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Approximately 40 percent of food in the United States goes uneaten. Most of this wasted food ends up in landfills, and food is the largest single component of municipal solid waste in landfills, according to the 2019 report, “Bans and Beyond: Designing and Implementing Organic Waste Bans and Mandatory Organics Recycling Laws.”

As more businesses, states and municipalities roll out sustainability initiatives, such as San Diego’s Zero Waste Plan that includes a 75 percent waste diversion goal by 2020, organic waste bans to reduce or divert food scrap from landfills are gaining momentum across the country.

Some states—California, Connecticut, Massachusetts, New York, Rhode Island and Vermont—and municipalities—Austin, Texas; Boulder, Colorado; Hennepin County, Minnesota; Portland, Oregon; New York City; San Francisco; and Seattle—have passed organic waste bans or mandatory organics recycling laws. Other states, such as Maryland, and localities are looking to pass similar legislation.

“The issue is getting attention. I don’t think we’re done seeing these types of policies come into place,” says Lorenzo Macaluso, director of Green Business Services at Massachusetts-based environmental nonprofit Center for EcoTechnology (CET), which authored the Bans and Beyond report in collaboration with the Harvard Law School Food Law and Policy Clinic.

The legislative landscape

Connecticut was the first state to pass a commercial organic waste law in 2011, followed by California, Massachusetts, Rhode Island and Vermont in 2014 and New York in 2019.

Connecticut requires food waste generators, including supermarkets and food manufacturers, to divert their food waste to an organics processing facility. In January, the law extended to other businesses, which can comply by donating surplus food, using food scraps for animal feed, processing food scraps on-site or sending food scraps to a composting or anaerobic digestion (AD) facility.

California’s mandatory commercial recycling law requires certain businesses to subscribe to organic waste recycling services. Massachusetts established its disposal ban through regulation. In 2014, the Massachusetts Department of Environmental Protection (MassDEP) added “commercial organic material” to a list of several materials already barred from landfills.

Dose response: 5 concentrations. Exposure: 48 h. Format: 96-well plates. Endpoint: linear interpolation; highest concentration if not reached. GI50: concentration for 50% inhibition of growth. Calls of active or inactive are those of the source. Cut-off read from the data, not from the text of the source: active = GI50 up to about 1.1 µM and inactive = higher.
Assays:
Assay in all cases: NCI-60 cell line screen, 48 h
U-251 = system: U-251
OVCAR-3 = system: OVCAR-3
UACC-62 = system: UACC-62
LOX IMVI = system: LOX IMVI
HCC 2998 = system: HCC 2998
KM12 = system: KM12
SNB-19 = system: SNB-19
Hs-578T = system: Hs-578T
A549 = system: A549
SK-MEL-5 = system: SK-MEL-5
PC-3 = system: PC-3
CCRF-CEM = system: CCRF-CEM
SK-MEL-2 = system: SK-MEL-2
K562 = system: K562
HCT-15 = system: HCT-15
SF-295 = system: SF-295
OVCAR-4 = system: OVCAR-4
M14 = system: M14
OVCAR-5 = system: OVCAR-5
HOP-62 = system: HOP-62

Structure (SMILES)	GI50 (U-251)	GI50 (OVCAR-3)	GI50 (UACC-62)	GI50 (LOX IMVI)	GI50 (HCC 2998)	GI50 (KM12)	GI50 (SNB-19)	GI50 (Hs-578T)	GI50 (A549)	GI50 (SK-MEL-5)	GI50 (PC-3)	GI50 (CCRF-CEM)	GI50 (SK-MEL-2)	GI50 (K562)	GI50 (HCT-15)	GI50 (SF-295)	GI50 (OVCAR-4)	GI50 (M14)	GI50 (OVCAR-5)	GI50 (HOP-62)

“Some of the bans are legislatively driven. Those often result more in a law [being passed]. Some are regulatory in nature,” Macaluso says. “New York went through a more legislative process, where it went through the governor’s office.”

Rhode Island’s law requires certain businesses and institutions to divert organic waste to authorized composting or AD facilities, or a “facility that uses any other authorized recycling method, including on-site treatment and animal feed.”

While Vermont’s Universal Recycling Law passed in 2012, the phased-in food scrap disposal ban began in 2014. By July, all individuals, businesses, corporations and public entities, in addition to commercial food waste generators, will be banned from disposing of food scraps. Prior to 2020, businesses and households were exempt from the law if they weren’t located within 20 miles of a processing facility.

“We have over 100 transfer stations now across the state that offer food scrap collection,” says Josh Kelly, materials management section chief for the Vermont Agency of Natural Resources, which is part of the Vermont Department of Environmental Conservation (DEC). “That was required because if you’re going to have a ban on something, you need to make it convenient for people.”

New York’s food scrap recycling requirement passed in 2019 as part of the state’s 2020 budget process. The law, which will take effect in 2022, requires food scrap generators that produce more than two tons per week to donate food scraps. It also requires certain food scrap generators to divert food scraps to organic processing facilities.

“Comparing where we are today to several years ago, there’s very significant advancement in the level of activity and awareness about food waste in a handful of states in the Northeast and California. There are also a rising number of jurisdictions either on a county or city level that have similar policies in place,” Macaluso says.

Organic recycling ordinances have popped up in Hennepin County, Minnesota, which adopted new commercial organic recycling and new residential collection requirements in 2018. In Portland, Oregon, a city council ordinance will require businesses to separate and divert food waste in 2020.